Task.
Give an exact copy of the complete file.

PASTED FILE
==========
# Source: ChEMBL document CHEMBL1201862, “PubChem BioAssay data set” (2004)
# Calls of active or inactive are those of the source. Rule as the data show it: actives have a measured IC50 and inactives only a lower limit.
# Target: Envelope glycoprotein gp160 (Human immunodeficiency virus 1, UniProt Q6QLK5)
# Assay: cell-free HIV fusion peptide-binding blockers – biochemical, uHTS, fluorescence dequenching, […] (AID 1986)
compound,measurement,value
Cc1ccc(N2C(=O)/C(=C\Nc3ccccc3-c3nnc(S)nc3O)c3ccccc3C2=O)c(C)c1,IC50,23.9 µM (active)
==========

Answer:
# Source: ChEMBL document CHEMBL1201862, “PubChem BioAssay data set” (2004)
# Calls of active or inactive are those of the source. Rule as the data show it: actives have a measured IC50 and inactives only a lower limit.
# Target: Envelope glycoprotein gp160 (Human immunodeficiency virus 1, UniProt Q6QLK5)
# Assay: cell-free HIV fusion peptide-binding blockers – biochemical, uHTS, fluorescence dequenching, […] (AID 1986)
compound,measurement,value
Cc1ccc(N2C(=O)/C(=C\Nc3ccccc3-c3nnc(S)nc3O)c3ccccc3C2=O)c(C)c1,IC50,23.9 µM (active)